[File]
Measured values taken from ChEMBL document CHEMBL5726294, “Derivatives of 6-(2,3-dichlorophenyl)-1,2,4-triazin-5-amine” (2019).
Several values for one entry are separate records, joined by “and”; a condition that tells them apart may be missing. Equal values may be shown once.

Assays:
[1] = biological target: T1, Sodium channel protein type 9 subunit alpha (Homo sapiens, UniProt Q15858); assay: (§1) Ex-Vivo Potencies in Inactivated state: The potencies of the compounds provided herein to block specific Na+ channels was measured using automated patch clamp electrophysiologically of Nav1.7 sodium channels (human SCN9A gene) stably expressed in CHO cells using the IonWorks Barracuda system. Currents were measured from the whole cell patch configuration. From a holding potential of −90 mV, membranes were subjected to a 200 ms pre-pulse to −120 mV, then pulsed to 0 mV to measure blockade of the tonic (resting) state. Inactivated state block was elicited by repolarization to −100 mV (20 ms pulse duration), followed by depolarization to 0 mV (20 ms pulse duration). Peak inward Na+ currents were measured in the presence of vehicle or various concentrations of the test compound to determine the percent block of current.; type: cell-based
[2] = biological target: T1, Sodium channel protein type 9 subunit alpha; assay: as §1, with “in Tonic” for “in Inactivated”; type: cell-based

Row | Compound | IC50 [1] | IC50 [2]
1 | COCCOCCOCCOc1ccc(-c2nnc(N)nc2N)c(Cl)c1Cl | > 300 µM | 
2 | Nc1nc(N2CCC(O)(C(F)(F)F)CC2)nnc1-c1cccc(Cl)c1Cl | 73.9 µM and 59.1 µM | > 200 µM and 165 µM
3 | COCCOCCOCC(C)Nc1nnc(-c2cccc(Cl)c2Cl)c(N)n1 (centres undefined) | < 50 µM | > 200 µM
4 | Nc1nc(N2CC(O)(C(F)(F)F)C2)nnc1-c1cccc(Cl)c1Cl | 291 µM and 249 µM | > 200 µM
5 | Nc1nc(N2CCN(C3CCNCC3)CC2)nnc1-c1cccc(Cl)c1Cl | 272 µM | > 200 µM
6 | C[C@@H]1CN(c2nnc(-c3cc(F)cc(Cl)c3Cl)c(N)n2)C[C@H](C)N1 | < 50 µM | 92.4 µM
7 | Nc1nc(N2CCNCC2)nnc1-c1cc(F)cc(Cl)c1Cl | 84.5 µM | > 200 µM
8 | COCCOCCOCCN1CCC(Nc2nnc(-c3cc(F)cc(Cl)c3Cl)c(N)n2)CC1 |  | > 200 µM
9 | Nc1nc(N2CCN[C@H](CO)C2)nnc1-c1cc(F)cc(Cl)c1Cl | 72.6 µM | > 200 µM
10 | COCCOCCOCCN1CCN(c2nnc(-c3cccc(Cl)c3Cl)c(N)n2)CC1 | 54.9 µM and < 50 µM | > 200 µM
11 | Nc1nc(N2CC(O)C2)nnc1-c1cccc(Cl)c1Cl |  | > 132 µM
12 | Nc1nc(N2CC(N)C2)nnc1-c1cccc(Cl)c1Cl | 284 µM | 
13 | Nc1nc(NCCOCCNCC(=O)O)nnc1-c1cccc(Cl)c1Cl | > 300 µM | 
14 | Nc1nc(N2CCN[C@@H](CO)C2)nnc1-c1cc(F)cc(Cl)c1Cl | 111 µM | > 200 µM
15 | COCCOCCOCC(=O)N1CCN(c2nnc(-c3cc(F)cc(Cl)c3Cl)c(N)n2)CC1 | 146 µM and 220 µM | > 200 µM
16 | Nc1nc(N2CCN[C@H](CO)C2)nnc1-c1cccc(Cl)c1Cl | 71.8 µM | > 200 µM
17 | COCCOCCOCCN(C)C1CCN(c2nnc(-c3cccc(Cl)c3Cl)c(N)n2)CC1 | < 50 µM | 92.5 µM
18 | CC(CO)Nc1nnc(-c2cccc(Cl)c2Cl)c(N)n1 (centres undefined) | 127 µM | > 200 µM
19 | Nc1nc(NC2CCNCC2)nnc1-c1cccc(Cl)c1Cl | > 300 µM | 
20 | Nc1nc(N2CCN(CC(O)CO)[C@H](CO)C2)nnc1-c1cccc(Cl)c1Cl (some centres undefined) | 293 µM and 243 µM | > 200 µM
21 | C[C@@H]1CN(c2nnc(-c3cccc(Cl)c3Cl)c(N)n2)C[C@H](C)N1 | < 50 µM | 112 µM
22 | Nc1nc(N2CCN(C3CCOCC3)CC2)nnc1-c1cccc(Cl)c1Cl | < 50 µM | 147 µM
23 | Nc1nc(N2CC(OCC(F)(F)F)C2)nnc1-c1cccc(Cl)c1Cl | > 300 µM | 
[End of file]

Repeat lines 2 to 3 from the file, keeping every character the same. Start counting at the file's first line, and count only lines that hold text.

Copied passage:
Several values for one entry are separate records, joined by “and”; a condition that tells them apart may be missing. Equal values may be shown once.

Assays: